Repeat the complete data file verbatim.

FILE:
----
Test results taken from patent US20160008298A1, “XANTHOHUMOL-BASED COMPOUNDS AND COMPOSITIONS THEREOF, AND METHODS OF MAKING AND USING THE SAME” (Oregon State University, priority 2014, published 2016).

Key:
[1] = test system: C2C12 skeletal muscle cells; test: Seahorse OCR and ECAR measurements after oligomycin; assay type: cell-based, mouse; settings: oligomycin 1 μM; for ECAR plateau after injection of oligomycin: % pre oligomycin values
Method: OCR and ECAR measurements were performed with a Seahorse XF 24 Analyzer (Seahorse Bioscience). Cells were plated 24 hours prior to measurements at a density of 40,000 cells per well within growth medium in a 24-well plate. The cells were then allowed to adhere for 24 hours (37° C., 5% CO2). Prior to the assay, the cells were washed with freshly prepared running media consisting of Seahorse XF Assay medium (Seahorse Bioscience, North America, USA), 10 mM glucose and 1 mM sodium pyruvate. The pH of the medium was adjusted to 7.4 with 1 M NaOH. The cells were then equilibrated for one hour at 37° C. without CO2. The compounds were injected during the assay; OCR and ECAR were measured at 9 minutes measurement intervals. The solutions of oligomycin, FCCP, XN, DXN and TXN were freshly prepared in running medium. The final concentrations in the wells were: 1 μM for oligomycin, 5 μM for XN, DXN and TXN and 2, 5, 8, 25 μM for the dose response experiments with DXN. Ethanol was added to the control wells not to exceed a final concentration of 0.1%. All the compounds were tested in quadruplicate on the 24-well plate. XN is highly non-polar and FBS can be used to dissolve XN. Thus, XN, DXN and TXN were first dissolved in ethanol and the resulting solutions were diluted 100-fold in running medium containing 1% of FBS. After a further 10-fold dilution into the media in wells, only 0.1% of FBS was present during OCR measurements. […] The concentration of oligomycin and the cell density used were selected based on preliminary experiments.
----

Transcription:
Test results taken from patent US20160008298A1, “XANTHOHUMOL-BASED COMPOUNDS AND COMPOSITIONS THEREOF, AND METHODS OF MAKING AND USING THE SAME” (Oregon State University, priority 2014, published 2016).

Key:
[1] = test system: C2C12 skeletal muscle cells; test: Seahorse OCR and ECAR measurements after oligomycin; assay type: cell-based, mouse; settings: oligomycin 1 μM; for ECAR plateau after injection of oligomycin: % pre oligomycin values
Method: OCR and ECAR measurements were performed with a Seahorse XF 24 Analyzer (Seahorse Bioscience). Cells were plated 24 hours prior to measurements at a density of 40,000 cells per well within growth medium in a 24-well plate. The cells were then allowed to adhere for 24 hours (37° C., 5% CO2). Prior to the assay, the cells were washed with freshly prepared running media consisting of Seahorse XF Assay medium (Seahorse Bioscience, North America, USA), 10 mM glucose and 1 mM sodium pyruvate. The pH of the medium was adjusted to 7.4 with 1 M NaOH. The cells were then equilibrated for one hour at 37° C. without CO2. The compounds were injected during the assay; OCR and ECAR were measured at 9 minutes measurement intervals. The solutions of oligomycin, FCCP, XN, DXN and TXN were freshly prepared in running medium. The final concentrations in the wells were: 1 μM for oligomycin, 5 μM for XN, DXN and TXN and 2, 5, 8, 25 μM for the dose response experiments with DXN. Ethanol was added to the control wells not to exceed a final concentration of 0.1%. All the compounds were tested in quadruplicate on the 24-well plate. XN is highly non-polar and FBS can be used to dissolve XN. Thus, XN, DXN and TXN were first dissolved in ethanol and the resulting solutions were diluted 100-fold in running medium containing 1% of FBS. After a further 10-fold dilution into the media in wells, only 0.1% of FBS was present during OCR measurements. […] The concentration of oligomycin and the cell density used were selected based on preliminary experiments.